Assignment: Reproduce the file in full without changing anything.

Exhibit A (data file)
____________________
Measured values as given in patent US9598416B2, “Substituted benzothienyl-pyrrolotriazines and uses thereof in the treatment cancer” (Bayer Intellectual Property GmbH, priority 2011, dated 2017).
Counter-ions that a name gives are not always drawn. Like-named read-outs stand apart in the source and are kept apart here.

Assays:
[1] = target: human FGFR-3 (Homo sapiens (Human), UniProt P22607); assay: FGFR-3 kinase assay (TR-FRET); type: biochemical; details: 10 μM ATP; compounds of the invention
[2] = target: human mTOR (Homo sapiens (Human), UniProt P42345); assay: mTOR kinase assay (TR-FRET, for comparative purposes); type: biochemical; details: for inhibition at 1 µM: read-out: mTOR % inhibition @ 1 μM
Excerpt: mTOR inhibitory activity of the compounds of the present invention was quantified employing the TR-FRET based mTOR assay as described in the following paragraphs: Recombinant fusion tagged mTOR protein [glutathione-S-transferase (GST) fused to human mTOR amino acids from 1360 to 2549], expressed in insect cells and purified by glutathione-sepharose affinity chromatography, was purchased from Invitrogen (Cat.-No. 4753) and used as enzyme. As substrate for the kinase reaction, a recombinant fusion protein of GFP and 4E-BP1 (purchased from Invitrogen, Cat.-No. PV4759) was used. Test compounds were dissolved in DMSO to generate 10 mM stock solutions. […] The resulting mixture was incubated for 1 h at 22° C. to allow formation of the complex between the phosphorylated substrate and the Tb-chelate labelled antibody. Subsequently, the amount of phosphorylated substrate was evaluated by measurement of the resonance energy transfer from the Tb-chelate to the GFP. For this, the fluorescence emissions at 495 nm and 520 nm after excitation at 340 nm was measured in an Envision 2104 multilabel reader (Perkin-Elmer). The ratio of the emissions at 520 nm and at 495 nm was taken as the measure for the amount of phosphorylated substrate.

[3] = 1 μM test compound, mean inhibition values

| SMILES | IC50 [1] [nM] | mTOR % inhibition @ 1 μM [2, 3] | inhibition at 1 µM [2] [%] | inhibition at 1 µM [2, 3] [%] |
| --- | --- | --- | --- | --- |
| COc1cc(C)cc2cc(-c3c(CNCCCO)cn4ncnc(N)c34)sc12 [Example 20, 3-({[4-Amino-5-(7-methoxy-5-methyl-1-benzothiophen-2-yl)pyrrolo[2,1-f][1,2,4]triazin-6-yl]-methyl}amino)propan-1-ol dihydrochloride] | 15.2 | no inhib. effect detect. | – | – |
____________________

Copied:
Measured values as given in patent US9598416B2, “Substituted benzothienyl-pyrrolotriazines and uses thereof in the treatment cancer” (Bayer Intellectual Property GmbH, priority 2011, dated 2017).
Counter-ions that a name gives are not always drawn. Like-named read-outs stand apart in the source and are kept apart here.

Assays:
[1] = target: human FGFR-3 (Homo sapiens (Human), UniProt P22607); assay: FGFR-3 kinase assay (TR-FRET); type: biochemical; details: 10 μM ATP; compounds of the invention
[2] = target: human mTOR (Homo sapiens (Human), UniProt P42345); assay: mTOR kinase assay (TR-FRET, for comparative purposes); type: biochemical; details: for inhibition at 1 µM: read-out: mTOR % inhibition @ 1 μM
Excerpt: mTOR inhibitory activity of the compounds of the present invention was quantified employing the TR-FRET based mTOR assay as described in the following paragraphs: Recombinant fusion tagged mTOR protein [glutathione-S-transferase (GST) fused to human mTOR amino acids from 1360 to 2549], expressed in insect cells and purified by glutathione-sepharose affinity chromatography, was purchased from Invitrogen (Cat.-No. 4753) and used as enzyme. As substrate for the kinase reaction, a recombinant fusion protein of GFP and 4E-BP1 (purchased from Invitrogen, Cat.-No. PV4759) was used. Test compounds were dissolved in DMSO to generate 10 mM stock solutions. […] The resulting mixture was incubated for 1 h at 22° C. to allow formation of the complex between the phosphorylated substrate and the Tb-chelate labelled antibody. Subsequently, the amount of phosphorylated substrate was evaluated by measurement of the resonance energy transfer from the Tb-chelate to the GFP. For this, the fluorescence emissions at 495 nm and 520 nm after excitation at 340 nm was measured in an Envision 2104 multilabel reader (Perkin-Elmer). The ratio of the emissions at 520 nm and at 495 nm was taken as the measure for the amount of phosphorylated substrate.

[3] = 1 μM test compound, mean inhibition values

| SMILES | IC50 [1] [nM] | mTOR % inhibition @ 1 μM [2, 3] | inhibition at 1 µM [2] [%] | inhibition at 1 µM [2, 3] [%] |
| --- | --- | --- | --- | --- |
| COc1cc(C)cc2cc(-c3c(CNCCCO)cn4ncnc(N)c34)sc12 [Example 20, 3-({[4-Amino-5-(7-methoxy-5-methyl-1-benzothiophen-2-yl)pyrrolo[2,1-f][1,2,4]triazin-6-yl]-methyl}amino)propan-1-ol dihydrochloride] | 15.2 | no inhib. effect detect. | – | – |